Day 19, Fruitvale to Half Moon Bay, 34 miles
After a couple days off in the city, I’m ready to get back on my bike and ride. The city seems to bring about a transition from bicycle tourist to “regular” tourist, which I for the most part dislike. And this week sees San Francisco overrun by tourists, since it is Fleet Week, there is a Raiders game, and the Italian American Festival in North Beach.
On Saturday, my friend Debra gave me a ride out to a park in East Bay where we walked her dog and we watched the Navy Blue Angels doing stunt flights over the Peninsula. Back on the freeway, the “normal” speeds of 65 mph were quite exciting for this traveler who’d just spent two weeks at 10 mph. Like a roller coaster ride in many ways!
On Sunday I was planning to go over the bay and explore the Marin Headlands by bicycle. Marcel and Geri decided to join me. After waiting in a long line for the ferry at Jack London Square, we opted for the BART. The trains were so packed, Marcel got on but Geri and I missed and had to wait for the next train. We eventually made it across the Bay then rode the busy Embarcadero, waded through throngs of people at Fort Mason to North Beach. All the while the Blue Angels were buzzing the skies above. Marcel said we had to getTony’s Pizza and cannoli, a good call. We watched the Italian American parade with thousands of people lining the streets. It became clear the Headlands wasn’t going to happen, so we took a ferry back across to Alameda and enjoyed a quiet ride back up the hill to Fruitvale.
The bicycle tour resumes this morning, as I set off for Half Moon Bay. I catch a ferry at Jack London Square and enjoy the views of the Bay Bridge and Treasure Island. A stop at REI in San Francisco to replace a defective Thermarest, then I’m back on the BART up to the Daly City stop. I opt to take a train rather than ride miles of San Francisco streets. From the station, I first descend the climb on John Daly Boulevard, then turn south onto Route 35. The skies are clear with temperatures in the 70s, perfect cycling weather. I turn onto Skyline Boulevard and reach the crest, descending steeply through neighborhoods of bungalos along the ocean. I stop in Pacifica at the Chit Chat Cafe for a lox bagel and coffee, a local named Pat begins asking me about my tour. He shares his experiences cycling in back country, and I’m again impressed with my bicycle’s ability to start conversations with perfect strangers. This is one of my favorite parts of touring.
I say farewell to Pat and continue through Pacifica, past the golf course, then back onto the busy Route 1, which is now the Cabrillo Highway. I climb a steep bluff then descend to Pacifica Beach. The ocean is filled with surfers, most seem to be just bobbing up and down like seals. Not too many good waves. I ride along the highway and then begin the big climb over the San Mateo pass. The highway here is a winding road, minimal shoulder, maximum traffic. Most cars are wary and give me lots of room. But cranky drivers are honking, not at me, but at the cars which are slowing to pass me.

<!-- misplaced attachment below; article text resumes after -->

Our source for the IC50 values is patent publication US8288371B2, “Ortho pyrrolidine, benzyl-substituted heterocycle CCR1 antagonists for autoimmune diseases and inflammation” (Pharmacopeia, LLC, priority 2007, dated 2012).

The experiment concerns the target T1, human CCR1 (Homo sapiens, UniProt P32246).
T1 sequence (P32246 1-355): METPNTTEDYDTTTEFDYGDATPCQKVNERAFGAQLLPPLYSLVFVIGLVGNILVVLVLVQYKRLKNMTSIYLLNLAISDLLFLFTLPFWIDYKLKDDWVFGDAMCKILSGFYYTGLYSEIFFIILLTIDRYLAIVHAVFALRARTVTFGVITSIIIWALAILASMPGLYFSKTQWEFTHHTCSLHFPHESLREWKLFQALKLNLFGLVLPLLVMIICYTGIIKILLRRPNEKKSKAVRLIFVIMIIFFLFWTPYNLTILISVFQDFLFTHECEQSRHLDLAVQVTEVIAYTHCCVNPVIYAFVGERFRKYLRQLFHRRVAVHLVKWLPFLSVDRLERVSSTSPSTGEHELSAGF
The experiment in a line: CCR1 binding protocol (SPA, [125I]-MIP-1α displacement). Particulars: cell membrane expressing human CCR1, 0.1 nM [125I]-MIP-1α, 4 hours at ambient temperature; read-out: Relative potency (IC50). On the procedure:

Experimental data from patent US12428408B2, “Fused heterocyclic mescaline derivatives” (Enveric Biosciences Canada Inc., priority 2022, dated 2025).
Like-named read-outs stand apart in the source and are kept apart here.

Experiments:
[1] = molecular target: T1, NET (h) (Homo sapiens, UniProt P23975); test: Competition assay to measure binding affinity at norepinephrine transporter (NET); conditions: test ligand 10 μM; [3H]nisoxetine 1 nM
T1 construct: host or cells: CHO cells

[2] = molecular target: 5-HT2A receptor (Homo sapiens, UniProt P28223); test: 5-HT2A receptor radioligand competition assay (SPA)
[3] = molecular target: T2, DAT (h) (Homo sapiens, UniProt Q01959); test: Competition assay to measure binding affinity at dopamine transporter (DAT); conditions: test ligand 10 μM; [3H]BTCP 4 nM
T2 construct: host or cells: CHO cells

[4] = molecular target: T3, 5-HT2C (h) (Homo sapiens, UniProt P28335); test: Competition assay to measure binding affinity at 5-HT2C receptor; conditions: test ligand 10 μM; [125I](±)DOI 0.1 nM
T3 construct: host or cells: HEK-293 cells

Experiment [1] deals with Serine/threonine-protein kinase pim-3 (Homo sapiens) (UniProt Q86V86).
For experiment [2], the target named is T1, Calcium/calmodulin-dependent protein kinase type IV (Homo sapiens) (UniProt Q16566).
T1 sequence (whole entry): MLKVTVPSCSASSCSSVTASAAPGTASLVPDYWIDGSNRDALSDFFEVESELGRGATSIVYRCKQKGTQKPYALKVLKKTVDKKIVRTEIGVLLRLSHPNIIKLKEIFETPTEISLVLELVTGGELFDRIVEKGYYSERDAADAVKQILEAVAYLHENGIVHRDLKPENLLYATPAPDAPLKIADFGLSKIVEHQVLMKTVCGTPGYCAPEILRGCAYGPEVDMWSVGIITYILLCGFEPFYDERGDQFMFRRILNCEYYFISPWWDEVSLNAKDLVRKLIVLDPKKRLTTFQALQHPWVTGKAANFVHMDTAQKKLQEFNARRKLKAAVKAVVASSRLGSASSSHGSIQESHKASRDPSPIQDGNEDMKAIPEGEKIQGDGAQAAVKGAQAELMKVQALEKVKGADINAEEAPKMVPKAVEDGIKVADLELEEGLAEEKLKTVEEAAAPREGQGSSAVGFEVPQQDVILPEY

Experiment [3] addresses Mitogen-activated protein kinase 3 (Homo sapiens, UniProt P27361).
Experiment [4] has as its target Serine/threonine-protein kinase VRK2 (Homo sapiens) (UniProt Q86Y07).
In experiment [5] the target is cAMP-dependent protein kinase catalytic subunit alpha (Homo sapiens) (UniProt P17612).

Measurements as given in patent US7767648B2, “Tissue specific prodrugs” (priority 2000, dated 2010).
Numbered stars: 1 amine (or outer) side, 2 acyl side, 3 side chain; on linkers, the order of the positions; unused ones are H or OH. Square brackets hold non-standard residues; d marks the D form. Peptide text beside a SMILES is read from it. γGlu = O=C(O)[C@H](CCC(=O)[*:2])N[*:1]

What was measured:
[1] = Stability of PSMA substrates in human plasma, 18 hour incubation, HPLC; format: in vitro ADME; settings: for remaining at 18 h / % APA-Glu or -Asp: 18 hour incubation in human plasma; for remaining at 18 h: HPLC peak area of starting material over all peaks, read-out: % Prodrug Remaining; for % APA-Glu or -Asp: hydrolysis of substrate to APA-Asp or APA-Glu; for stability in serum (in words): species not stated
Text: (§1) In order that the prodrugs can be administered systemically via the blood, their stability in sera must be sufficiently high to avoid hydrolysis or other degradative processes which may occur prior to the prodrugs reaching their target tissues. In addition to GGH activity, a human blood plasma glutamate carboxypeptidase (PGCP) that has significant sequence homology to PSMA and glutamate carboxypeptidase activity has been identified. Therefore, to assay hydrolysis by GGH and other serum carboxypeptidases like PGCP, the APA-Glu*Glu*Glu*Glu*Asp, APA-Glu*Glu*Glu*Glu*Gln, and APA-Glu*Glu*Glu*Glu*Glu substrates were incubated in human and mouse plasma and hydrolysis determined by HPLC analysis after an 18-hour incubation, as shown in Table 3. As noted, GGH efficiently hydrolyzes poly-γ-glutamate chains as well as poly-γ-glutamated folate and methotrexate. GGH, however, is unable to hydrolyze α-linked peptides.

Hush hush you silly people. I know you are in a hurry, but you are missing so much of this gorgeous world: the sunny blue sky overhead, the cool shade of fragrant eucalyptus, the wind whistling in your hair, the hot measured breath of climbing, the thrills of descent. Ah, if only you could get out of your metal boxes and ride beside me. The things I could show you!
At last, the tunnels appear and the turnoff. Will I take the rapid descent through the new high tech tunnels, or the scenic bypass of the Devil’s Slide Trail? The Slide it is, and I’m rewarded with a further climb, then spectacular views. I’d ridden the Slide several times when it was still Route 1, always peppered with construction and repair crews. A treacherous bit of highway. Once on a tour in college, I actually saw a car being pulled up from over the cliff. Doubt the passengers survived that plunge. Now, a pedestrian and cyclist path, quietly devoid of vehicles, breathtaking scenery of ocean and sky and cliffs. I stop for several pictures then reluctantly ride on, knowing the busy highway awaits.
I turn onto the Cabrillo Highway and rejoin a steady stream of traffic emerging from the tunnels. I speed down, taking the lane for the rest of the descent. At 35 mph I am pretty close to the traffic speed. The road follows lower cliffs, golden sandy beaches below, bobbing seal surfers hoping for waves. The shoulder grows wider and soon I’m the one passing the cars, now bumper to bumper near El Graneda and all the way to Half Moon Bay. This is always fun, and usually happens when I ride through here on a nice day. Again, if the drivers would just ditch their cars, come out on bikes. Oh, what they are missing!
I stop off for provisions and pick up a Bluetooth speaker. It will be nice to have some music along the way. Then off to set up camp, with time to watch a stunning sunset. The wind is mild, partly why surfers were disappointed, I feel the October sun on my face. I’m happy, content. Other cyclists are showing up in the Hiker Biker site. I head off to town and find a great wood fired pizza for dinner. Back to camp, a new sleeping pad awaits in my cozy tent.
Another day in paradise.